Higher political profileMore generally, the political profile of the problem has grown. The UN Security Council has recognised it as a particular threat to international security and addressed it in four resolutions, while child protection has been incorporated in UN peacekeeping mandates. In January 2003, UN Secretary-General Kofi Annan identified to the UN Security Council 23 parties to five conflicts on the Council's agenda (in Burundi, the DRC, Liberia, Somalia and Afghanistan) where the recruitment and use of children in combat was practised, by governments (Burundi, the DRC and Liberia) as well as armed groups. The report also contained information about many other conflicts (including Colombia, Myanmar/Burma, Sudan, northern Uganda and Sri Lanka) where children continued to be used as combatants, but which were not on the Security Council's agenda, as well as recently-ended conflicts (Angola, Kosovo, Republic of Congo, Sierra Leone and Guinea-Bissau) where demobilisation and/or reintegration programmes were under way. This was the first time a report presented to the Security Council specified groups that recruit or use child soldiers in armed conflict, but many conflicts beyond its scope also feature the routine use of child soldiers (the recent civil war in Cote d'Ivoire, for instance) and many other combatants groups that are guilty of such practices.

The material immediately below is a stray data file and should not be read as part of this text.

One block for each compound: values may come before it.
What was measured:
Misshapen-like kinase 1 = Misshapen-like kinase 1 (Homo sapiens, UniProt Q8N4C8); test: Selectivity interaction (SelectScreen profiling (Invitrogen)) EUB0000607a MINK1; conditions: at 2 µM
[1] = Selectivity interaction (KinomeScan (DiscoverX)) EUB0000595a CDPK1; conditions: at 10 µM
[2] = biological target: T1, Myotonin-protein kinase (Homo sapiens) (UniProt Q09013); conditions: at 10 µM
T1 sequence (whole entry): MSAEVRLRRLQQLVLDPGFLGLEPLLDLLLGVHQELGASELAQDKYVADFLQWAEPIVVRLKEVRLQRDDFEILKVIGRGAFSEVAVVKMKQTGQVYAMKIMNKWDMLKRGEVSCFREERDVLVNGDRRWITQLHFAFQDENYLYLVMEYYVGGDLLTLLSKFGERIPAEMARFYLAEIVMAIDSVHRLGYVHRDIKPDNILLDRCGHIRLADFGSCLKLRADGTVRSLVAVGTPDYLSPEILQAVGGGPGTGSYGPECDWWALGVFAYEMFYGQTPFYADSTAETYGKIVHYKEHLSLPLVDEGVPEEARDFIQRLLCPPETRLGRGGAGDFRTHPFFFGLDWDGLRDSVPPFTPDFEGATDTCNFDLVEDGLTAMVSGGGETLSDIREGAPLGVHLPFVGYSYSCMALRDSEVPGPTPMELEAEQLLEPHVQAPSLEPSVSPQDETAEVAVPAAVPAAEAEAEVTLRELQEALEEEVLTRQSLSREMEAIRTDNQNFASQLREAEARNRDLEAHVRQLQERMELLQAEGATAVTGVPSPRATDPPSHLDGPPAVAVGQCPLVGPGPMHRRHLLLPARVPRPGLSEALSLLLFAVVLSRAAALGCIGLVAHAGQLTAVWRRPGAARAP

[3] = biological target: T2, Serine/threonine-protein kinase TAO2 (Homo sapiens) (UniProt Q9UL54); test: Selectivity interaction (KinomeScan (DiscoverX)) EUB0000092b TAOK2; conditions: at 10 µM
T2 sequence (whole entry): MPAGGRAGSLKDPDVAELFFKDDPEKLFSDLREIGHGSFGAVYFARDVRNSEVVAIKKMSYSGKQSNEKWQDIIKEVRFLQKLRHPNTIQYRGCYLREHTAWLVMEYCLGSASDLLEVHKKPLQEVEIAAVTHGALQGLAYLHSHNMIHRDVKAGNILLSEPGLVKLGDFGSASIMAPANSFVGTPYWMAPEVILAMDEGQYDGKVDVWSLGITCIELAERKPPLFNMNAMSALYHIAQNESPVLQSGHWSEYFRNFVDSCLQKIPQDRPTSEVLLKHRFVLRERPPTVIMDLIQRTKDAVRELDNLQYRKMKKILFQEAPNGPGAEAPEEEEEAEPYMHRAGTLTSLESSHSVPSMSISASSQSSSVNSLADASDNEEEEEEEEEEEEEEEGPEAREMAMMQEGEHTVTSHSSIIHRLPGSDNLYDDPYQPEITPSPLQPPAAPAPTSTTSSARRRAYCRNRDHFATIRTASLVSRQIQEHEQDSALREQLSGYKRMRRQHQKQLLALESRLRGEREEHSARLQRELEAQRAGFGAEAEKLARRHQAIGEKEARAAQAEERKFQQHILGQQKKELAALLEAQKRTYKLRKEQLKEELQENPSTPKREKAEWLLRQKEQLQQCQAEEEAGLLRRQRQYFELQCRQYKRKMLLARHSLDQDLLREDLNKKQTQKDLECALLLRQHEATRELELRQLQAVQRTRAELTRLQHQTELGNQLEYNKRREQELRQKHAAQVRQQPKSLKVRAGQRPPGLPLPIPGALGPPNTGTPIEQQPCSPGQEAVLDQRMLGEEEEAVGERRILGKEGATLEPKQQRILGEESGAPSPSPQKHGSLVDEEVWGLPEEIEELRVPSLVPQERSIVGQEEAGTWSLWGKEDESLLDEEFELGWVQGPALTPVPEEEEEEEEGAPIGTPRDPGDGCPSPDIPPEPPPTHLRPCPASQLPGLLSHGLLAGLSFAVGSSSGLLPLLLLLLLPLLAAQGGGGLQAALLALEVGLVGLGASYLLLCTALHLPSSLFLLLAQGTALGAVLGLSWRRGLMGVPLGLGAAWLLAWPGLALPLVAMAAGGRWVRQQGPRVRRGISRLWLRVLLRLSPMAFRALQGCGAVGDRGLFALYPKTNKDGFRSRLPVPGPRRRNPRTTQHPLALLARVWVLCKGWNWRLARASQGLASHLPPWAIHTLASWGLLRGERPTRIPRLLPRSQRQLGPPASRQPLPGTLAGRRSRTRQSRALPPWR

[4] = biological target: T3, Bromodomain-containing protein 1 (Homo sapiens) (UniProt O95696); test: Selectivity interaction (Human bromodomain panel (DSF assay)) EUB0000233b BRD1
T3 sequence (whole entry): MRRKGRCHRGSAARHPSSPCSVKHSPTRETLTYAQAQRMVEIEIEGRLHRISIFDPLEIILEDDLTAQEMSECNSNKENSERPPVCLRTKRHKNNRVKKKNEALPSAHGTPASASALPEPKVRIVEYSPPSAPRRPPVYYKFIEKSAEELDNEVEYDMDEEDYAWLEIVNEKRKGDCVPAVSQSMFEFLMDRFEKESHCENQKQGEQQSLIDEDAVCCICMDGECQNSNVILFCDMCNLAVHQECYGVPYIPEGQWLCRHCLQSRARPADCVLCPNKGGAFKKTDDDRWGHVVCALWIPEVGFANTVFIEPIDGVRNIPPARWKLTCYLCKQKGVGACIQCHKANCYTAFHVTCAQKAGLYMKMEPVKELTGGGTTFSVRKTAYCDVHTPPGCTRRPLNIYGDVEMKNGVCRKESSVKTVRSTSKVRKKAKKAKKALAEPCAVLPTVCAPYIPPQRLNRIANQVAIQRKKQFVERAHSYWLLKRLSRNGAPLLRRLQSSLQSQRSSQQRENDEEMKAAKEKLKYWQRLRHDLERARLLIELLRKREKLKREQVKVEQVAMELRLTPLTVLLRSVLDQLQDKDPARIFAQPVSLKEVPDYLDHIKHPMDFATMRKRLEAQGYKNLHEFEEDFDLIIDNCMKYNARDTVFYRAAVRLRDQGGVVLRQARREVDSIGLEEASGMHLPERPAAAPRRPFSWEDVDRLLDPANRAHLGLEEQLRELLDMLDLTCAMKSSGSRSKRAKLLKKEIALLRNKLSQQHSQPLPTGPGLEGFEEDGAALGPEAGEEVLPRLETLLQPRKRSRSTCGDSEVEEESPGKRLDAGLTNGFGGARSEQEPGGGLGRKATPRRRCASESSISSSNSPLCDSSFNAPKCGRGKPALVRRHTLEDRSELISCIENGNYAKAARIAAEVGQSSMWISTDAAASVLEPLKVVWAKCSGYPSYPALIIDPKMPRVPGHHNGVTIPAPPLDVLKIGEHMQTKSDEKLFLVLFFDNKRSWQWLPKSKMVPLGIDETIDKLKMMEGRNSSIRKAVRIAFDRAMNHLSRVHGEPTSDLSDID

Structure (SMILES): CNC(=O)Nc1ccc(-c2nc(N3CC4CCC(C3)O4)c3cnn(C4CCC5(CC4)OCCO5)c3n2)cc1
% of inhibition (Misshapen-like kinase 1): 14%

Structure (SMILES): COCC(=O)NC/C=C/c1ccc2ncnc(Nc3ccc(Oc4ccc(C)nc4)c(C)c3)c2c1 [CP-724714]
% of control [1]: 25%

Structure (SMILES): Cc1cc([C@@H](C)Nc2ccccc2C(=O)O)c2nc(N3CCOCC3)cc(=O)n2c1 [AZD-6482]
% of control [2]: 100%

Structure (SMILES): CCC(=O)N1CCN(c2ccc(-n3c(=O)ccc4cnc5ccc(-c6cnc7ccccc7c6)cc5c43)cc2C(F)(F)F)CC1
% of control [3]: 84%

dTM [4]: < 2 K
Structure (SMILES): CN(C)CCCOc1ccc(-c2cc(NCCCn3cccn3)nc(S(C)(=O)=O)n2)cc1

Shaming the bad eggsThere have been calls for the UN to "name and shame" offending belligerents in all conflicts on a yearly basis, in order to keep the spotlight on the international agenda and spur punitive action against those who continue to abuse children in this way. Such measures might include diplomatic isolation, curtailment of arms supplies or sources of financing, and criminal prosecution. The UN's list has "put on notice parties to conflict that exploited and brutalised children that the international community was watching and would hold them accountable", according to Otunnu. The challenge now is to ensure the protection of children from combat, through prevention, demobilisation, disarmament, rehabilitation and reintegration programmes. At the heart of the proposed "era of application" is the need for as many states as possible to sign, ratify and implement the terms of the Optional Protocol on child soldiers. New efforts to monitor and report on situations where children are used in armed forces will prioritise the killing and maiming of children; the recruitment or abduction of child soldiers; the deliberate use of sexual violence as a strategy of warfare; and the denial of humanitarian access to children in distress, Otunnu told the UN General Assembly in October. The "era of application" will then require international action (from the Security Council , the ICC and UN Commission on Human Rights ), including consideration of targeted measures against those who continue to flout their international obligations. "Children are not expendable," notes UNICEF executive director Carol Bellamy. "They belong in schools and in their families. It is our responsibility to ensure that they are protected from the horrors of warfare."
[This report does not necessarily reflect the views of the United Nations]